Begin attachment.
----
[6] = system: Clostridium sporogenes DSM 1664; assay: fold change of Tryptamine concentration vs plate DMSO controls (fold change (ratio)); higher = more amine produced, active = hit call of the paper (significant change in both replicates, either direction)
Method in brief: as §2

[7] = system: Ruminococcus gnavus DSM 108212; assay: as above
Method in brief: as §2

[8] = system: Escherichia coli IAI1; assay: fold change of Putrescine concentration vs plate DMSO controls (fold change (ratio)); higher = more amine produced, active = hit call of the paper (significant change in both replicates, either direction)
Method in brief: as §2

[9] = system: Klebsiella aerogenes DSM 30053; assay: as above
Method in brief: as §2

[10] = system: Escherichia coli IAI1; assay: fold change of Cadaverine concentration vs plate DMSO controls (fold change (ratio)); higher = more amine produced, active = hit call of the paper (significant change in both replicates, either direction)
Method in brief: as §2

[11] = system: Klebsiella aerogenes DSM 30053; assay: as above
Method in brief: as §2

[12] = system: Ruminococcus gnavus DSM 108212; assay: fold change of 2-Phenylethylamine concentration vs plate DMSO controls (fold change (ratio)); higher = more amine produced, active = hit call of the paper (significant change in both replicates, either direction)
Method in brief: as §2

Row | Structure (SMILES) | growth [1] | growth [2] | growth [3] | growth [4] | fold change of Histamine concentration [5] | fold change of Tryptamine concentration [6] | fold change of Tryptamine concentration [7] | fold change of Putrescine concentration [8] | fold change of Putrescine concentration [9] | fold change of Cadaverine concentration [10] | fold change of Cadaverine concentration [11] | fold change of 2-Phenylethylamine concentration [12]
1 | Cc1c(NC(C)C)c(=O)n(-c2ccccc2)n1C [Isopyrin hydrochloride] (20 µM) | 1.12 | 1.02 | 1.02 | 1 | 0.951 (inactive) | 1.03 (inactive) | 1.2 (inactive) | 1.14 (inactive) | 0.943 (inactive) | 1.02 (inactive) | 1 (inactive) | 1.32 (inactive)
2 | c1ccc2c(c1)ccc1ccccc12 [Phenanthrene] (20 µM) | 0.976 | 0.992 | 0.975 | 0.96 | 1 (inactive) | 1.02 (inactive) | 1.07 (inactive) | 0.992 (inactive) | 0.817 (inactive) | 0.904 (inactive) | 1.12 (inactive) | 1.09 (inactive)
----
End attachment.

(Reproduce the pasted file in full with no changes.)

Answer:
[6] = system: Clostridium sporogenes DSM 1664; assay: fold change of Tryptamine concentration vs plate DMSO controls (fold change (ratio)); higher = more amine produced, active = hit call of the paper (significant change in both replicates, either direction)
Method in brief: as §2

[7] = system: Ruminococcus gnavus DSM 108212; assay: as above
Method in brief: as §2

[8] = system: Escherichia coli IAI1; assay: fold change of Putrescine concentration vs plate DMSO controls (fold change (ratio)); higher = more amine produced, active = hit call of the paper (significant change in both replicates, either direction)
Method in brief: as §2

[9] = system: Klebsiella aerogenes DSM 30053; assay: as above
Method in brief: as §2

[10] = system: Escherichia coli IAI1; assay: fold change of Cadaverine concentration vs plate DMSO controls (fold change (ratio)); higher = more amine produced, active = hit call of the paper (significant change in both replicates, either direction)
Method in brief: as §2

[11] = system: Klebsiella aerogenes DSM 30053; assay: as above
Method in brief: as §2

[12] = system: Ruminococcus gnavus DSM 108212; assay: fold change of 2-Phenylethylamine concentration vs plate DMSO controls (fold change (ratio)); higher = more amine produced, active = hit call of the paper (significant change in both replicates, either direction)
Method in brief: as §2

Row | Structure (SMILES) | growth [1] | growth [2] | growth [3] | growth [4] | fold change of Histamine concentration [5] | fold change of Tryptamine concentration [6] | fold change of Tryptamine concentration [7] | fold change of Putrescine concentration [8] | fold change of Putrescine concentration [9] | fold change of Cadaverine concentration [10] | fold change of Cadaverine concentration [11] | fold change of 2-Phenylethylamine concentration [12]
1 | Cc1c(NC(C)C)c(=O)n(-c2ccccc2)n1C [Isopyrin hydrochloride] (20 µM) | 1.12 | 1.02 | 1.02 | 1 | 0.951 (inactive) | 1.03 (inactive) | 1.2 (inactive) | 1.14 (inactive) | 0.943 (inactive) | 1.02 (inactive) | 1 (inactive) | 1.32 (inactive)
2 | c1ccc2c(c1)ccc1ccccc12 [Phenanthrene] (20 µM) | 0.976 | 0.992 | 0.975 | 0.96 | 1 (inactive) | 1.02 (inactive) | 1.07 (inactive) | 0.992 (inactive) | 0.817 (inactive) | 0.904 (inactive) | 1.12 (inactive) | 1.09 (inactive)